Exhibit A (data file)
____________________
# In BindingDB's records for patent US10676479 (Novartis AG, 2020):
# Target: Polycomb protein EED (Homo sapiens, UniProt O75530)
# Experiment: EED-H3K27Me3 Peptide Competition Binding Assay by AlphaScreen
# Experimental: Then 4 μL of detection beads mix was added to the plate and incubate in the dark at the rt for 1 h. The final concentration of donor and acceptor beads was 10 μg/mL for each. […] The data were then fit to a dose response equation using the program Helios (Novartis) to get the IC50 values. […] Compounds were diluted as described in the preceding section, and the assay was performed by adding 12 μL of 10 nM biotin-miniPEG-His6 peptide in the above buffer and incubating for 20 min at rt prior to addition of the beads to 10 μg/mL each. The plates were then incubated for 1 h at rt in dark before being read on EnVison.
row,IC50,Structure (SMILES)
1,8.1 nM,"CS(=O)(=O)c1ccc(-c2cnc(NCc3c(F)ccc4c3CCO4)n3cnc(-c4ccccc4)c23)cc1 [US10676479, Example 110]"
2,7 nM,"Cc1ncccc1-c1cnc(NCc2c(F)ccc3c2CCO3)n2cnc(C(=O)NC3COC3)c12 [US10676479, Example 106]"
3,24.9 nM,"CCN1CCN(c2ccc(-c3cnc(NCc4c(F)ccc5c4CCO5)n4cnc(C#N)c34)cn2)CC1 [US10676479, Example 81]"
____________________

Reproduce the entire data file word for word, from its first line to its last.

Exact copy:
# In BindingDB's records for patent US10676479 (Novartis AG, 2020):
# Target: Polycomb protein EED (Homo sapiens, UniProt O75530)
# Experiment: EED-H3K27Me3 Peptide Competition Binding Assay by AlphaScreen
# Experimental: Then 4 μL of detection beads mix was added to the plate and incubate in the dark at the rt for 1 h. The final concentration of donor and acceptor beads was 10 μg/mL for each. […] The data were then fit to a dose response equation using the program Helios (Novartis) to get the IC50 values. […] Compounds were diluted as described in the preceding section, and the assay was performed by adding 12 μL of 10 nM biotin-miniPEG-His6 peptide in the above buffer and incubating for 20 min at rt prior to addition of the beads to 10 μg/mL each. The plates were then incubated for 1 h at rt in dark before being read on EnVison.
row,IC50,Structure (SMILES)
1,8.1 nM,"CS(=O)(=O)c1ccc(-c2cnc(NCc3c(F)ccc4c3CCO4)n3cnc(-c4ccccc4)c23)cc1 [US10676479, Example 110]"
2,7 nM,"Cc1ncccc1-c1cnc(NCc2c(F)ccc3c2CCO3)n2cnc(C(=O)NC3COC3)c12 [US10676479, Example 106]"
3,24.9 nM,"CCN1CCN(c2ccc(-c3cnc(NCc4c(F)ccc5c4CCO5)n4cnc(C#N)c34)cn2)CC1 [US10676479, Example 81]"